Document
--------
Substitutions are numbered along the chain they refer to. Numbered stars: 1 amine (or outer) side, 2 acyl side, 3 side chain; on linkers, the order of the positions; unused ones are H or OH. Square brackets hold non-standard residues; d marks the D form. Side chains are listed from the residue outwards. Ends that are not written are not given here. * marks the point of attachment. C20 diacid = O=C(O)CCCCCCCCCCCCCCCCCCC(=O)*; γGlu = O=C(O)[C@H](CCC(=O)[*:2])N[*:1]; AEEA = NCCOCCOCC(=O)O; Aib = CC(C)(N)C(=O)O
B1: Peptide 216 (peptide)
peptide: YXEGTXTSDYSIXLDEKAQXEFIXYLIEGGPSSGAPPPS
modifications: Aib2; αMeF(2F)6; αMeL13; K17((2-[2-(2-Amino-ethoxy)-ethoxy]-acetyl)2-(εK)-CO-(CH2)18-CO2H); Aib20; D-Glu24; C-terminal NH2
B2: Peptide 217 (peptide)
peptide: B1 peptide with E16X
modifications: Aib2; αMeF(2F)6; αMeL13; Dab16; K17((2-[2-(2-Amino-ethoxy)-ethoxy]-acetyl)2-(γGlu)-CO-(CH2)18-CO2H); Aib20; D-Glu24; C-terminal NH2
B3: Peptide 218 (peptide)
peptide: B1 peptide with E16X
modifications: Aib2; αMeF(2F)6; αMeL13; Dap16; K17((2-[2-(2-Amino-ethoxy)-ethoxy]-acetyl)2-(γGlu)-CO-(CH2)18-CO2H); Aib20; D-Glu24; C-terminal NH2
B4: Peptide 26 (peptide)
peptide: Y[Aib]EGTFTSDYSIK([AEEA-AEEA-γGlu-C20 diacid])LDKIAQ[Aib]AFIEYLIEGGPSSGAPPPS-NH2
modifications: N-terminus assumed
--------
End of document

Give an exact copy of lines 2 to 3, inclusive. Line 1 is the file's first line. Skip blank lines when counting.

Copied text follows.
B1: Peptide 216 (peptide)
peptide: YXEGTXTSDYSIXLDEKAQXEFIXYLIEGGPSSGAPPPS